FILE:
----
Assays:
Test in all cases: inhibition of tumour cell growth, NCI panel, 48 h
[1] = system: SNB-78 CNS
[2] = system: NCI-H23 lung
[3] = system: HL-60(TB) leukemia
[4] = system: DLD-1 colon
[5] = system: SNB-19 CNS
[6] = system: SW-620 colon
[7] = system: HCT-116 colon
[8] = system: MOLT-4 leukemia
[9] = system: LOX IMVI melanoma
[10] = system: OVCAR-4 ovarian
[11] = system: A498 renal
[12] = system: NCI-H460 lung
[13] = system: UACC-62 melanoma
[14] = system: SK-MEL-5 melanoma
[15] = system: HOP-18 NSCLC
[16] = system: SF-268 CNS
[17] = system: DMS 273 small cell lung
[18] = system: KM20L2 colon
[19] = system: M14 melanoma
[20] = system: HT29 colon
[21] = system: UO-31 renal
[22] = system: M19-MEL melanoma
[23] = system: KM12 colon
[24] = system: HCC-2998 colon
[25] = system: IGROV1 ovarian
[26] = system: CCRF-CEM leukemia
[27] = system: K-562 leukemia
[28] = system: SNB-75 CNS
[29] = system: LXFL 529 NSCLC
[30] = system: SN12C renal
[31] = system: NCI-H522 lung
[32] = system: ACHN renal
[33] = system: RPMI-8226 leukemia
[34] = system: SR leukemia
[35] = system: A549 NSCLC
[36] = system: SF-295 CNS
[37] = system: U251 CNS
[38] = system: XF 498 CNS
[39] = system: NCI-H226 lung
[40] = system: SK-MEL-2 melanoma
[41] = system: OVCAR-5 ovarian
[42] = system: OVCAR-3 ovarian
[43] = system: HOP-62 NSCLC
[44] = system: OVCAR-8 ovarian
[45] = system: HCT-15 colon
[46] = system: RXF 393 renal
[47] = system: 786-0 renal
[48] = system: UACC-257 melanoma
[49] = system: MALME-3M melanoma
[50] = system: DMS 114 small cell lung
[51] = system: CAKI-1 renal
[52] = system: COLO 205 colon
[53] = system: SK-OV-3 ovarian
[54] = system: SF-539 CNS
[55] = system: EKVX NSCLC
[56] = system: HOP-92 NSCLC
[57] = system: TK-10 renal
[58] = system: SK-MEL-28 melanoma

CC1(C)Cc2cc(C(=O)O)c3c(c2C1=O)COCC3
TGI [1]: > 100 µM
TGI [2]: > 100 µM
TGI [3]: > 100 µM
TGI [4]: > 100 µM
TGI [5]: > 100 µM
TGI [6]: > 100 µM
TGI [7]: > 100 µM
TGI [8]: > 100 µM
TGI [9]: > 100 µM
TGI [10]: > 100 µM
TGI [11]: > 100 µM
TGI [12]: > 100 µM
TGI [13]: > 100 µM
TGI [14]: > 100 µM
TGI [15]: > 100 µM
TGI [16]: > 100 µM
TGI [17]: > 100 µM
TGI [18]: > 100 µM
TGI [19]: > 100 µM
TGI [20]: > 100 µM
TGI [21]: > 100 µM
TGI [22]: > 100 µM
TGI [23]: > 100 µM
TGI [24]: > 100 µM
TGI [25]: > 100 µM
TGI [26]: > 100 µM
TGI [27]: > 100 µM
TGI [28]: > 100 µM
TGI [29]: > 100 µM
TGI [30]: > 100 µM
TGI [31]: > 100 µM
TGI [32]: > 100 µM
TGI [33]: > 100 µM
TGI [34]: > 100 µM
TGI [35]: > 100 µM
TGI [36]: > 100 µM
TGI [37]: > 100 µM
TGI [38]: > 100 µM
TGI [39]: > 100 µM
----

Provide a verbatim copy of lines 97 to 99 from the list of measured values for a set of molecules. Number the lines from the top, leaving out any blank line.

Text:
TGI [36]: > 100 µM
TGI [37]: > 100 µM
TGI [38]: > 100 µM